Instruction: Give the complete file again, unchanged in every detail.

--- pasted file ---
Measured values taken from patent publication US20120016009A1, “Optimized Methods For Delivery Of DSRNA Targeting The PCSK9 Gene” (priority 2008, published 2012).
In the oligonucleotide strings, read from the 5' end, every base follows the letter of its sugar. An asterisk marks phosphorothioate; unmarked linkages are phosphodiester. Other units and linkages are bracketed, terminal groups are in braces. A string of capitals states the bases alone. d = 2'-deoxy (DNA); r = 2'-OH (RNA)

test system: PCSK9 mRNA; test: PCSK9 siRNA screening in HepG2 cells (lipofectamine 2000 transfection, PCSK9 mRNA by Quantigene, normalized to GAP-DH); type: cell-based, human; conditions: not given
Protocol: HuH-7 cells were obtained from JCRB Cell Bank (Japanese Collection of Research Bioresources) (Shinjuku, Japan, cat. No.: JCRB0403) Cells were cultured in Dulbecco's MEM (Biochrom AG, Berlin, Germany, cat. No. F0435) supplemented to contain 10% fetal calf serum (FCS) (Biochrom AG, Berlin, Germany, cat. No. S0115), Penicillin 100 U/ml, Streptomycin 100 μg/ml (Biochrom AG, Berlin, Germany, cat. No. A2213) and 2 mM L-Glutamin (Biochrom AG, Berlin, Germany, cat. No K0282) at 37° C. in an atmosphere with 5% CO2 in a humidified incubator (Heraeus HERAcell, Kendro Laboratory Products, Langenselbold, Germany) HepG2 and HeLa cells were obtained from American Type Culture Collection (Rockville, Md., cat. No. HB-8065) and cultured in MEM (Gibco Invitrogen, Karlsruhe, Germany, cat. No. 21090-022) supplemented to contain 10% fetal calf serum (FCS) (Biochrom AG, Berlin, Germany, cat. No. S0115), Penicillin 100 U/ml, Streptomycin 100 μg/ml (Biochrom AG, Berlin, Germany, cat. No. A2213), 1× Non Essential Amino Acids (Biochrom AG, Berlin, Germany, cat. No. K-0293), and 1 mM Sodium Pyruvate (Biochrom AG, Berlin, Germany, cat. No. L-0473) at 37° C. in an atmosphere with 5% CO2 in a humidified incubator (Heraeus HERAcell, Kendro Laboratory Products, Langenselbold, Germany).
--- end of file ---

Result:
Measured values taken from patent publication US20120016009A1, “Optimized Methods For Delivery Of DSRNA Targeting The PCSK9 Gene” (priority 2008, published 2012).
In the oligonucleotide strings, read from the 5' end, every base follows the letter of its sugar. An asterisk marks phosphorothioate; unmarked linkages are phosphodiester. Other units and linkages are bracketed, terminal groups are in braces. A string of capitals states the bases alone. d = 2'-deoxy (DNA); r = 2'-OH (RNA)

test system: PCSK9 mRNA; test: PCSK9 siRNA screening in HepG2 cells (lipofectamine 2000 transfection, PCSK9 mRNA by Quantigene, normalized to GAP-DH); type: cell-based, human; conditions: not given
Protocol: HuH-7 cells were obtained from JCRB Cell Bank (Japanese Collection of Research Bioresources) (Shinjuku, Japan, cat. No.: JCRB0403) Cells were cultured in Dulbecco's MEM (Biochrom AG, Berlin, Germany, cat. No. F0435) supplemented to contain 10% fetal calf serum (FCS) (Biochrom AG, Berlin, Germany, cat. No. S0115), Penicillin 100 U/ml, Streptomycin 100 μg/ml (Biochrom AG, Berlin, Germany, cat. No. A2213) and 2 mM L-Glutamin (Biochrom AG, Berlin, Germany, cat. No K0282) at 37° C. in an atmosphere with 5% CO2 in a humidified incubator (Heraeus HERAcell, Kendro Laboratory Products, Langenselbold, Germany) HepG2 and HeLa cells were obtained from American Type Culture Collection (Rockville, Md., cat. No. HB-8065) and cultured in MEM (Gibco Invitrogen, Karlsruhe, Germany, cat. No. 21090-022) supplemented to contain 10% fetal calf serum (FCS) (Biochrom AG, Berlin, Germany, cat. No. S0115), Penicillin 100 U/ml, Streptomycin 100 μg/ml (Biochrom AG, Berlin, Germany, cat. No. A2213), 1× Non Essential Amino Acids (Biochrom AG, Berlin, Germany, cat. No. K-0293), and 1 mM Sodium Pyruvate (Biochrom AG, Berlin, Germany, cat. No. L-0473) at 37° C. in an atmosphere with 5% CO2 in a humidified incubator (Heraeus HERAcell, Kendro Laboratory Products, Langenselbold, Germany).